We Play Softball. Every Friday night we schlep ourselves, some used cleats, and our neon yellow jerseys to Apple Valley for some good ol’ beer league, slowpitch softball as 1st baseman and Shortstop/Leftfield for the Christus Victor God Squad. It is during these games I am perhaps best reminded that God is not always in the business of giving us what we want (like, a win?) and instead gives us what we need (good friends, a lot of laughs, and just enough big hits to keep our heads up). Though, I could have used a little more divine intervention when I got smoked in the back of the head with a ball– not even a gust of wind, God? Really? When players on the team make a big mistake or bonehead play, they have to pay a “kangaroo fine” of 50 cents which we are donating to the Twins Community Fund to build ball fields for kids and communities in need. I imagine we are on pace to build one lucky community this:

The road to community ball parks is paved in strikeouts.

We do lots of stuff.
We hang out in the yard– Aaron mows over everything with an indiscriminating eye and a reign of terror over the hostas and I decide that if something doesn’t look good in the garden it simply comes out of the garden. Efficiency. We hang out with our dog because he is funny and challenges us and is loving and hilarious. We walk to the ice cream shop, we bike to the bakery. Every few weeks we stare at the bikes at the Angry Catfish that we can’t afford. We listen to baseball games. We drink local beers on the local patios of local restaurants (again, because we are hipsters/yupsters/Democrats). We watch movies about adventurers and we curse the Miami Heat in the NBA Finals.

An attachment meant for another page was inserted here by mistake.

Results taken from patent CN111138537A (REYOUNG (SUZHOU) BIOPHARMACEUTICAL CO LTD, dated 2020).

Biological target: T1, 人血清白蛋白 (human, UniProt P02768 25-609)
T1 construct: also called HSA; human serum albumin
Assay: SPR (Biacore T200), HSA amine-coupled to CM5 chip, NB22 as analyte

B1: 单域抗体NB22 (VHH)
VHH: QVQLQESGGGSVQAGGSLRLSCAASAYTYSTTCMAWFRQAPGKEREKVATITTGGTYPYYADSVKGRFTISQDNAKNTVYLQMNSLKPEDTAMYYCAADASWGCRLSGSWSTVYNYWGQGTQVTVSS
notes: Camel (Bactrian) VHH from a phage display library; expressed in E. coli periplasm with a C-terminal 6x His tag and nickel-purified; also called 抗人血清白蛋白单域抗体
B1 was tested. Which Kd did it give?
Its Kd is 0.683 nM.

When I first decided I was going to not write about the wedding on Wedding Wednesday I thought it was because I was running out of wedding stuff to say, but as I have drafted this post I realize that it’s exactly this kind of stuff that the wedding is all about. It’s this kind of stuff that makes us want to do a wedding because it’s this kind of stuff that makes us want to be married. For the rest of my life I will get “Shhh!”ed when I am talking over the Twins game on the radio. A million times we are going to have to make decisions between doing something to ‘win’ or doing something for fun. There are many miles before us and whether we take them by bike or by foot, by car or by plane, by pogo stick or Segway… no, we are not going there via Segway… we have some journeying to do.

In fact, a post about real life might be the most true to Wedding Wednesday than anything else…

… but don’t worry, girl is totally coming back next week with how OMG delicious the cake tasting was and how I actioned the assembly, envelope stuffing, stamping and addressing of 122 invites in 36 hours.

14 Wedding Wednesdays to go!

*There actually isn’t any tulle or ribbon involved in the wedding, but the title “Underneath the Trombone Quartet and Recycled Glass” probably wouldn’t have made much sense.